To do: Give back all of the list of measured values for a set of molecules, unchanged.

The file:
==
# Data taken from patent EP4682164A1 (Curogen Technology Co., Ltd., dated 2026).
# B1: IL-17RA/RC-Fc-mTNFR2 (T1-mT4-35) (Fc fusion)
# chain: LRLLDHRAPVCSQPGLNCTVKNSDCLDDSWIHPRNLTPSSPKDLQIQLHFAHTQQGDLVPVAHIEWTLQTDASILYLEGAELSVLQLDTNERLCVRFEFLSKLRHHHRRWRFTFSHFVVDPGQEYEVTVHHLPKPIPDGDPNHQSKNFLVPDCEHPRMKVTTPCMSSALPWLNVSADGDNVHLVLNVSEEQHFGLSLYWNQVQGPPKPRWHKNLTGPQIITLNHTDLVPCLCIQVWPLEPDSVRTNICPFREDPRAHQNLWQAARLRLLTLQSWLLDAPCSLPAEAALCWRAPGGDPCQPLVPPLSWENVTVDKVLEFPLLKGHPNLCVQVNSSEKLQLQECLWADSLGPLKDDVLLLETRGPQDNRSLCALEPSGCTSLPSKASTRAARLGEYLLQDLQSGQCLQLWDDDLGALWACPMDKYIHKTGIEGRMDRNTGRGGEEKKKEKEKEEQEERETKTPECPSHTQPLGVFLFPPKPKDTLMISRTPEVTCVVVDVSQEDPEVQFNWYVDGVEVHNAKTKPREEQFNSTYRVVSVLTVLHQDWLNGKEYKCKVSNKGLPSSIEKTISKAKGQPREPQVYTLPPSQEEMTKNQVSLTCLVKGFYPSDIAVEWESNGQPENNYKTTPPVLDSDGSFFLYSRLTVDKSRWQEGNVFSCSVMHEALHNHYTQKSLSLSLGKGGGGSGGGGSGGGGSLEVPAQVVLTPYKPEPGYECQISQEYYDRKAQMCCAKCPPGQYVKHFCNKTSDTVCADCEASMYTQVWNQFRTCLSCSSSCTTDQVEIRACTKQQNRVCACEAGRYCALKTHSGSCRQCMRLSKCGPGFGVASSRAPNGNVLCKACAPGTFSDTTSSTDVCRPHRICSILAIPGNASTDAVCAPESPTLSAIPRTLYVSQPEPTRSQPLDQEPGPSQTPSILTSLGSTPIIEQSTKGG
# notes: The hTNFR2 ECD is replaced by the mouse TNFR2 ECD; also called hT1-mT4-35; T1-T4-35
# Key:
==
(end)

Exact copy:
# Data taken from patent EP4682164A1 (Curogen Technology Co., Ltd., dated 2026).
# B1: IL-17RA/RC-Fc-mTNFR2 (T1-mT4-35) (Fc fusion)
# chain: LRLLDHRAPVCSQPGLNCTVKNSDCLDDSWIHPRNLTPSSPKDLQIQLHFAHTQQGDLVPVAHIEWTLQTDASILYLEGAELSVLQLDTNERLCVRFEFLSKLRHHHRRWRFTFSHFVVDPGQEYEVTVHHLPKPIPDGDPNHQSKNFLVPDCEHPRMKVTTPCMSSALPWLNVSADGDNVHLVLNVSEEQHFGLSLYWNQVQGPPKPRWHKNLTGPQIITLNHTDLVPCLCIQVWPLEPDSVRTNICPFREDPRAHQNLWQAARLRLLTLQSWLLDAPCSLPAEAALCWRAPGGDPCQPLVPPLSWENVTVDKVLEFPLLKGHPNLCVQVNSSEKLQLQECLWADSLGPLKDDVLLLETRGPQDNRSLCALEPSGCTSLPSKASTRAARLGEYLLQDLQSGQCLQLWDDDLGALWACPMDKYIHKTGIEGRMDRNTGRGGEEKKKEKEKEEQEERETKTPECPSHTQPLGVFLFPPKPKDTLMISRTPEVTCVVVDVSQEDPEVQFNWYVDGVEVHNAKTKPREEQFNSTYRVVSVLTVLHQDWLNGKEYKCKVSNKGLPSSIEKTISKAKGQPREPQVYTLPPSQEEMTKNQVSLTCLVKGFYPSDIAVEWESNGQPENNYKTTPPVLDSDGSFFLYSRLTVDKSRWQEGNVFSCSVMHEALHNHYTQKSLSLSLGKGGGGSGGGGSGGGGSLEVPAQVVLTPYKPEPGYECQISQEYYDRKAQMCCAKCPPGQYVKHFCNKTSDTVCADCEASMYTQVWNQFRTCLSCSSSCTTDQVEIRACTKQQNRVCACEAGRYCALKTHSGSCRQCMRLSKCGPGFGVASSRAPNGNVLCKACAPGTFSDTTSSTDVCRPHRICSILAIPGNASTDAVCAPESPTLSAIPRTLYVSQPEPTRSQPLDQEPGPSQTPSILTSLGSTPIIEQSTKGG
# notes: The hTNFR2 ECD is replaced by the mouse TNFR2 ECD; also called hT1-mT4-35; T1-T4-35
# Key: